Federal Court Declares AIDS Book Illegal


       In a far-reaching decision that could throw the publishing industry into turmoil, the Federal court of the Southern District of New York has officially banned a controversial AIDS book titled "Why We Will Never Win the War on AIDS" from being distributed - even for free - anywhere in the United States.

The verdict against the book, rendered on November 28, ended a contentious five-day trial in which publisher Alfred S. Regnery was suing to stop publication of the book. Judge John E. Sprizzo is expected to enter the official judgment any day now, including a permanent injunction against the book and over half a million dollars in penalties against the book's publisher and main author, Bryan J. Ellison.  The injunction will extend a restraining order that already shut down the book's publication last week.

"As far as I know, this is the first time in American history that the Federal government has banned a documentary book," said Ellison, who was clearly shaken by the decision.

Evan Tolchinsky, the attorney who represented Ellison at the trial, has taken this case without pay because of the free speech issue. "There's no question that this decision represents a radical departure from two hundred years of American legal tradition," he noted. "Unless this decision is overturned, more books will soon join the banned list, businesses everywhere will suddenly find their contracts invalid, and - worst of all - the AIDS epidemic will continue to claim victims unnecessarily."

The book is controversial because it documents a growing scientific debate over whether the Federal government has blamed the AIDS epidemic on the wrong cause; no charges of indecency, libel, or violation of national security have been made against the book. Instead, Regnery justified his lawsuit against Ellison by trying to enforce a terminated contract made between Ellison and another publisher who had refused to publish the book. Regnery himself has never published the book, nor has he taken any serious measures to do so.

Critics accuse Regnery of illegally reviving the contract merely to shut down the book's publication, and point out that Regnery worked for several years as a high-ranking official in the U.S. Justice Department.

Not surprisingly, some Federal officials have openly stated they do not want the general public to learn about the AIDS information contained in the book. The Federal government currently spends over $7 billion per year on AIDS, all directed against HIV, the virus said to cause AIDS. The Ellison book explains why hundreds of prestigious scientists and physicians now believe the government has blamed AIDS on the wrong cause since 1984, and it provides startling evidence for what many of these scientists believe is the real cause of AIDS.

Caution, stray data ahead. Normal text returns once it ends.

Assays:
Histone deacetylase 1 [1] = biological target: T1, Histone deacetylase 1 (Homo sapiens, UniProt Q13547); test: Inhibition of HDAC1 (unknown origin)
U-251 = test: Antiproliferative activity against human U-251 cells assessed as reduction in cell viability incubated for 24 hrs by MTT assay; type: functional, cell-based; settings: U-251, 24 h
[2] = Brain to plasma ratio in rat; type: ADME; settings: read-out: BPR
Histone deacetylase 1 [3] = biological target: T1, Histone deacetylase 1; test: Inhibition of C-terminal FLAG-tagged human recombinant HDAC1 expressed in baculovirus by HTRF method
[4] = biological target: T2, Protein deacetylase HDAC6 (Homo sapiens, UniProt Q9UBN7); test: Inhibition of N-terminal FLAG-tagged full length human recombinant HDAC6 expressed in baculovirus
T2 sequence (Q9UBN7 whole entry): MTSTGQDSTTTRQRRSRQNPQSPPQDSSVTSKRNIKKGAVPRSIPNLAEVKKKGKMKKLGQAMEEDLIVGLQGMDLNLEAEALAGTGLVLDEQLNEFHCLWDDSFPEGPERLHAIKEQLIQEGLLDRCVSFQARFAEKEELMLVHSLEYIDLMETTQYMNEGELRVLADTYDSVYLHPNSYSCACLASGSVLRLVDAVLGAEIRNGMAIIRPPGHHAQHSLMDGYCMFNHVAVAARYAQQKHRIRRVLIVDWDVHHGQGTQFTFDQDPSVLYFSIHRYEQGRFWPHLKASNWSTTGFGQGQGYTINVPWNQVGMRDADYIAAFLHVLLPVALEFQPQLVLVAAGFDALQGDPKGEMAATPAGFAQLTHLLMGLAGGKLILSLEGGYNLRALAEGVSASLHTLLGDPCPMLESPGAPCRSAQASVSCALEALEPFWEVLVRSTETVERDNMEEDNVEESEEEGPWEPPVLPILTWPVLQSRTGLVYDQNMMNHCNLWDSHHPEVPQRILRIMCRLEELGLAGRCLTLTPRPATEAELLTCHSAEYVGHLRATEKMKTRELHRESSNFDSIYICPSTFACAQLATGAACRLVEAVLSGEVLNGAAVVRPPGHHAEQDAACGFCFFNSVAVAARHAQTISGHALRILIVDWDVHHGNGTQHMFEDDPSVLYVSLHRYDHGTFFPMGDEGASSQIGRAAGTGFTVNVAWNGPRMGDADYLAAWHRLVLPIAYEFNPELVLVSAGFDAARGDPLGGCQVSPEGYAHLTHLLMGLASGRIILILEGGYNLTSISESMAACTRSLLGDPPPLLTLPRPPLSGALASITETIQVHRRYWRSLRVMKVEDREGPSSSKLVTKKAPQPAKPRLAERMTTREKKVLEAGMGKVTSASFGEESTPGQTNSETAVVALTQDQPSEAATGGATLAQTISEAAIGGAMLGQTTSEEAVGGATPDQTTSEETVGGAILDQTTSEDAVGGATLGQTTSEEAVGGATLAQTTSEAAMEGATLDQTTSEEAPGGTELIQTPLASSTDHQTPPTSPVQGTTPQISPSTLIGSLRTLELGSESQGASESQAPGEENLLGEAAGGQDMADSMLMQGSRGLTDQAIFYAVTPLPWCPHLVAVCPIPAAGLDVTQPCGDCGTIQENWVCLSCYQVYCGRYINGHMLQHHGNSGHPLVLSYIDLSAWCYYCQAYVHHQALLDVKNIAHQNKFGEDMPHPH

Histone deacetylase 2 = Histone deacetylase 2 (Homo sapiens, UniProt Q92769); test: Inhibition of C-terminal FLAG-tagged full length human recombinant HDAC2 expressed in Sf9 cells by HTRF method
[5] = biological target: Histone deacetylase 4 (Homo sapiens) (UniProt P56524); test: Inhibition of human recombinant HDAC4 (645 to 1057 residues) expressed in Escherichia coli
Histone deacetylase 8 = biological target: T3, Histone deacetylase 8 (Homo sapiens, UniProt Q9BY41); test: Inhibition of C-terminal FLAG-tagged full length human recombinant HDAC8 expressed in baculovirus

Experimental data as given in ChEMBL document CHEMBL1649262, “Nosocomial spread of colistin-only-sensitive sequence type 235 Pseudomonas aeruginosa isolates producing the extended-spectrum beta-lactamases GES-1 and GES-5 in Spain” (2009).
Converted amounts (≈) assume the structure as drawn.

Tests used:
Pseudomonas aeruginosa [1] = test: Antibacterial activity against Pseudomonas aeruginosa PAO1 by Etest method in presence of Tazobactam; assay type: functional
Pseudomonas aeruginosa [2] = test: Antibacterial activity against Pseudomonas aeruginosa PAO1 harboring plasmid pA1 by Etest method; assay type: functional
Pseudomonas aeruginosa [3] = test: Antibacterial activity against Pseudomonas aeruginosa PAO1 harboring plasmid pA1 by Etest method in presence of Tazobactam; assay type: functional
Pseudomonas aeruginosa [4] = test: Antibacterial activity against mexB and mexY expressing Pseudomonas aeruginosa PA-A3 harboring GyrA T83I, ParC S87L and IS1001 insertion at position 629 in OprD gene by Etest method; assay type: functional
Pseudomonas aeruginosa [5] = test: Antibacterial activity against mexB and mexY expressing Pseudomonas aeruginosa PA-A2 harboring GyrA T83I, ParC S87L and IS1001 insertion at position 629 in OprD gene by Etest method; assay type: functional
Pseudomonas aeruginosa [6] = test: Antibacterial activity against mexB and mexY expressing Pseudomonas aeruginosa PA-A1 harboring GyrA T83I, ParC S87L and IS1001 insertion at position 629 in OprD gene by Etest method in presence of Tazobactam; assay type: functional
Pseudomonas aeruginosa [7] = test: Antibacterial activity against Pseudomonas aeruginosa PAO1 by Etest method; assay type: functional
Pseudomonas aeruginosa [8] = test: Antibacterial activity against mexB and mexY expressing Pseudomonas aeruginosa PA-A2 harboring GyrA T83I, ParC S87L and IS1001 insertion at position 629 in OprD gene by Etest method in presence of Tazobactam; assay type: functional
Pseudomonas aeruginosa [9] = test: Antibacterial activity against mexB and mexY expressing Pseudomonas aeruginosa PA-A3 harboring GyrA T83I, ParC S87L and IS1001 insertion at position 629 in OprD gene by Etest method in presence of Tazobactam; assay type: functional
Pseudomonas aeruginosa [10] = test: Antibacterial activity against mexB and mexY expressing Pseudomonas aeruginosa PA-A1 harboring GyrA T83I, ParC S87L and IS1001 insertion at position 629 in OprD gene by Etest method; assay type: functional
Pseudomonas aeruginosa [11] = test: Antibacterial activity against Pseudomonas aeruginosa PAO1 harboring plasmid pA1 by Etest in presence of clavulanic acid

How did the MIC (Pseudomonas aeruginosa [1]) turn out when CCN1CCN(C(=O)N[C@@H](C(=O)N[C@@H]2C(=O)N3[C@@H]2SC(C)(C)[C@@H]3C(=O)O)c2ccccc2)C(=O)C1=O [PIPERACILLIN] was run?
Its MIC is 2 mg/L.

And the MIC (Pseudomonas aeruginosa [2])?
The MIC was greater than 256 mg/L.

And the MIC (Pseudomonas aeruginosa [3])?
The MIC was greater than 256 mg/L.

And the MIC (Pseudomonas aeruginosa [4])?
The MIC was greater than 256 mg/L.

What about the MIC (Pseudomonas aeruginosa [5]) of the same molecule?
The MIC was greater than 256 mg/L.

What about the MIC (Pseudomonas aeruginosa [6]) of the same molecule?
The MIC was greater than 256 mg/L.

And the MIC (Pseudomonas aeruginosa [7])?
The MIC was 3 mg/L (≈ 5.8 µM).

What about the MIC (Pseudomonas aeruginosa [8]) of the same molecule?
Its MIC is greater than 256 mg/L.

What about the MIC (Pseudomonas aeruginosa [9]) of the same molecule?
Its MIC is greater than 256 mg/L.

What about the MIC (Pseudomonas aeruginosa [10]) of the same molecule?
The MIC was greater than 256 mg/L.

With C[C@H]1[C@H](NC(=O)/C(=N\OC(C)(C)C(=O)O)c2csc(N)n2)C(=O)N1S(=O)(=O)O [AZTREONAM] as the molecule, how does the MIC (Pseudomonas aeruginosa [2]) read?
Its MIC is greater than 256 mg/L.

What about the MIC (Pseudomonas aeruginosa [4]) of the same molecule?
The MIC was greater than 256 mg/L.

The book also carefully documents why the government blamed AIDS on this virus in the first place, and names the people who designed the War on AIDS.

Widespread distribution of the book could shake public faith in the biomedical research establishment, says Ellison, resulting in budget cuts for numerous Federal agencies. Judge Sprizzo's decision is controversial not only for banning the book, but also for his conduct during the entire lawsuit. Sprizzo, himself a former top official of the Justice Department, remained consistently hostile to Ellison's defense - declaring, for example, that Ellison had no due process rights, and trying several times to replace Ellison's attorney with another who knew little about the case.

During the trial, Sprizzo repeatedly changed the testimony of witnesses and ordered the jury to ignore any testimony that reflected badly on Regnery's case. Sprizzo's final instructions then suddenly redefined the entire lawsuit, thus guaranteeing the jury's verdict against the book.

Peter Duesberg, Ellison's co-author on the book, joined Regnery's side late in the lawsuit. During the trial, Duesberg confessed that he had been contacted by Federal officials who offered him money and other inducements to suppress the information in the book. Duesberg claimed he did not accept these offers, yet he refused to disclose the identities of the officials.

Ellison's supporters believe this case is a turning point that will awaken and outrage the American public against big government and its abuse of power. Not only will he appeal the decision, says Ellison, but a movement against the Public Health establishment will undoubtedly grow around this banned book.

The lawsuit was held in Federal court in the Southern District of New York.
The case number is 95 Civ. 0157 (JES).

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